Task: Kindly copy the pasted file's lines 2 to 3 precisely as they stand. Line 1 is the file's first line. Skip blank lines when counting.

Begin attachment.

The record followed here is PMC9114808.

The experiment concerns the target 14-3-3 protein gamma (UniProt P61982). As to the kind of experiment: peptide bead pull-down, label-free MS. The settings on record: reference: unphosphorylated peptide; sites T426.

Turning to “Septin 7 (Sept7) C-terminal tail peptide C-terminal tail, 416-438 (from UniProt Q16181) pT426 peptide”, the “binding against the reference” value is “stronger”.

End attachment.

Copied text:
The experiment concerns the target 14-3-3 protein gamma (UniProt P61982). As to the kind of experiment: peptide bead pull-down, label-free MS. The settings on record: reference: unphosphorylated peptide; sites T426.

Turning to “Septin 7 (Sept7) C-terminal tail peptide C-terminal tail, 416-438 (from UniProt Q16181) pT426 peptide”, the “binding against the reference” value is “stronger”.